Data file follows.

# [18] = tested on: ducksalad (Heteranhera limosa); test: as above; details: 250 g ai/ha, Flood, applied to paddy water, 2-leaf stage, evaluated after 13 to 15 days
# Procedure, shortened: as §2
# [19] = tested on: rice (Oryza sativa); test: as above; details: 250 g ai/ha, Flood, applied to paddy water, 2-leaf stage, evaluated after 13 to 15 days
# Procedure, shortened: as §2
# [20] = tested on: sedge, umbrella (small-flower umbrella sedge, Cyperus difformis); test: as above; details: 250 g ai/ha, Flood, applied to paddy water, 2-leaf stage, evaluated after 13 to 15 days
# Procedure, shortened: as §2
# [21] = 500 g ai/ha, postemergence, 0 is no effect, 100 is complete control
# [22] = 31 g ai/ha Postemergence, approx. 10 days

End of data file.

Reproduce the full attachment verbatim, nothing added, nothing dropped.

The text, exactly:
# [18] = tested on: ducksalad (Heteranhera limosa); test: as above; details: 250 g ai/ha, Flood, applied to paddy water, 2-leaf stage, evaluated after 13 to 15 days
# Procedure, shortened: as §2
# [19] = tested on: rice (Oryza sativa); test: as above; details: 250 g ai/ha, Flood, applied to paddy water, 2-leaf stage, evaluated after 13 to 15 days
# Procedure, shortened: as §2
# [20] = tested on: sedge, umbrella (small-flower umbrella sedge, Cyperus difformis); test: as above; details: 250 g ai/ha, Flood, applied to paddy water, 2-leaf stage, evaluated after 13 to 15 days
# Procedure, shortened: as §2
# [21] = 500 g ai/ha, postemergence, 0 is no effect, 100 is complete control
# [22] = 31 g ai/ha Postemergence, approx. 10 days